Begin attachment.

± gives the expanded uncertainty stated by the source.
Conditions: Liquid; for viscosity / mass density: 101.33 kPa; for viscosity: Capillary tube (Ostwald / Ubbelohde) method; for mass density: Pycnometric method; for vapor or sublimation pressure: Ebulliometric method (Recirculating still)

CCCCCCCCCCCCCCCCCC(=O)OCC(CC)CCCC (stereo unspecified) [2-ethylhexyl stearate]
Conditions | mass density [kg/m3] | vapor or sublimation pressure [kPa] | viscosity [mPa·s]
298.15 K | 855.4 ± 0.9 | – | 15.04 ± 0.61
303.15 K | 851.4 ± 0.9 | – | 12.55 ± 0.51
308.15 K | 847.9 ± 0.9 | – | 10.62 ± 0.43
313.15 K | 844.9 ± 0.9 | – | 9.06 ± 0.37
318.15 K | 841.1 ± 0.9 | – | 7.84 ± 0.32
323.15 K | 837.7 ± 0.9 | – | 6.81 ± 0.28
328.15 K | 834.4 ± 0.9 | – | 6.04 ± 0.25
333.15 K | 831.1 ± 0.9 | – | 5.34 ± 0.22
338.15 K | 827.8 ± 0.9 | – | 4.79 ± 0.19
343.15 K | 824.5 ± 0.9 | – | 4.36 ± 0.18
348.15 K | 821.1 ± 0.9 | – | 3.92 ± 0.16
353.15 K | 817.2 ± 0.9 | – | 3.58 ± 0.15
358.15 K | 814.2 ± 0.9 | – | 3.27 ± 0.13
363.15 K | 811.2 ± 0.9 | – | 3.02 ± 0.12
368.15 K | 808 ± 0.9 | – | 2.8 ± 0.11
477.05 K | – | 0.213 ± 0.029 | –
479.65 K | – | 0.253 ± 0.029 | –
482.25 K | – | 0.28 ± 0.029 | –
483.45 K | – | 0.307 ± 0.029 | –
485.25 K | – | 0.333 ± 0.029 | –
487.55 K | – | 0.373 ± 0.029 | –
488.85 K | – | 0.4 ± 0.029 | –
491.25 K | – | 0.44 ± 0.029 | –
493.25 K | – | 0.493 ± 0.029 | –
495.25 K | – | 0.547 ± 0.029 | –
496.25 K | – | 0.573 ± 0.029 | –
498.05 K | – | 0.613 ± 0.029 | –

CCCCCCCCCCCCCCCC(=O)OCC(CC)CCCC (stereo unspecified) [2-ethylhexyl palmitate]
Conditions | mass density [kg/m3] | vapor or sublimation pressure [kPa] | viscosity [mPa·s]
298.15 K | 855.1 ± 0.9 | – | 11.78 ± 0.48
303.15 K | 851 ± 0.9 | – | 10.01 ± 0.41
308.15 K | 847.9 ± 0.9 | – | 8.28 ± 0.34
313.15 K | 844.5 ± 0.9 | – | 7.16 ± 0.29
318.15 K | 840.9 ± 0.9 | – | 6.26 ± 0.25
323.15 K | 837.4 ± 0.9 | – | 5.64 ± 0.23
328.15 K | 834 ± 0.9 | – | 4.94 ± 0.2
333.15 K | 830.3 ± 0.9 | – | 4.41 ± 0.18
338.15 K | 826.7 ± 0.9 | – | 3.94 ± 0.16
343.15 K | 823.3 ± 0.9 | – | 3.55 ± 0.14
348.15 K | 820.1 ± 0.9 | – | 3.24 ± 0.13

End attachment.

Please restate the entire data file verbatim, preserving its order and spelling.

± gives the expanded uncertainty stated by the source.
Conditions: Liquid; for viscosity / mass density: 101.33 kPa; for viscosity: Capillary tube (Ostwald / Ubbelohde) method; for mass density: Pycnometric method; for vapor or sublimation pressure: Ebulliometric method (Recirculating still)

CCCCCCCCCCCCCCCCCC(=O)OCC(CC)CCCC (stereo unspecified) [2-ethylhexyl stearate]
Conditions | mass density [kg/m3] | vapor or sublimation pressure [kPa] | viscosity [mPa·s]
298.15 K | 855.4 ± 0.9 | – | 15.04 ± 0.61
303.15 K | 851.4 ± 0.9 | – | 12.55 ± 0.51
308.15 K | 847.9 ± 0.9 | – | 10.62 ± 0.43
313.15 K | 844.9 ± 0.9 | – | 9.06 ± 0.37
318.15 K | 841.1 ± 0.9 | – | 7.84 ± 0.32
323.15 K | 837.7 ± 0.9 | – | 6.81 ± 0.28
328.15 K | 834.4 ± 0.9 | – | 6.04 ± 0.25
333.15 K | 831.1 ± 0.9 | – | 5.34 ± 0.22
338.15 K | 827.8 ± 0.9 | – | 4.79 ± 0.19
343.15 K | 824.5 ± 0.9 | – | 4.36 ± 0.18
348.15 K | 821.1 ± 0.9 | – | 3.92 ± 0.16
353.15 K | 817.2 ± 0.9 | – | 3.58 ± 0.15
358.15 K | 814.2 ± 0.9 | – | 3.27 ± 0.13
363.15 K | 811.2 ± 0.9 | – | 3.02 ± 0.12
368.15 K | 808 ± 0.9 | – | 2.8 ± 0.11
477.05 K | – | 0.213 ± 0.029 | –
479.65 K | – | 0.253 ± 0.029 | –
482.25 K | – | 0.28 ± 0.029 | –
483.45 K | – | 0.307 ± 0.029 | –
485.25 K | – | 0.333 ± 0.029 | –
487.55 K | – | 0.373 ± 0.029 | –
488.85 K | – | 0.4 ± 0.029 | –
491.25 K | – | 0.44 ± 0.029 | –
493.25 K | – | 0.493 ± 0.029 | –
495.25 K | – | 0.547 ± 0.029 | –
496.25 K | – | 0.573 ± 0.029 | –
498.05 K | – | 0.613 ± 0.029 | –

CCCCCCCCCCCCCCCC(=O)OCC(CC)CCCC (stereo unspecified) [2-ethylhexyl palmitate]
Conditions | mass density [kg/m3] | vapor or sublimation pressure [kPa] | viscosity [mPa·s]
298.15 K | 855.1 ± 0.9 | – | 11.78 ± 0.48
303.15 K | 851 ± 0.9 | – | 10.01 ± 0.41
308.15 K | 847.9 ± 0.9 | – | 8.28 ± 0.34
313.15 K | 844.5 ± 0.9 | – | 7.16 ± 0.29
318.15 K | 840.9 ± 0.9 | – | 6.26 ± 0.25
323.15 K | 837.4 ± 0.9 | – | 5.64 ± 0.23
328.15 K | 834 ± 0.9 | – | 4.94 ± 0.2
333.15 K | 830.3 ± 0.9 | – | 4.41 ± 0.18
338.15 K | 826.7 ± 0.9 | – | 3.94 ± 0.16
343.15 K | 823.3 ± 0.9 | – | 3.55 ± 0.14
348.15 K | 820.1 ± 0.9 | – | 3.24 ± 0.13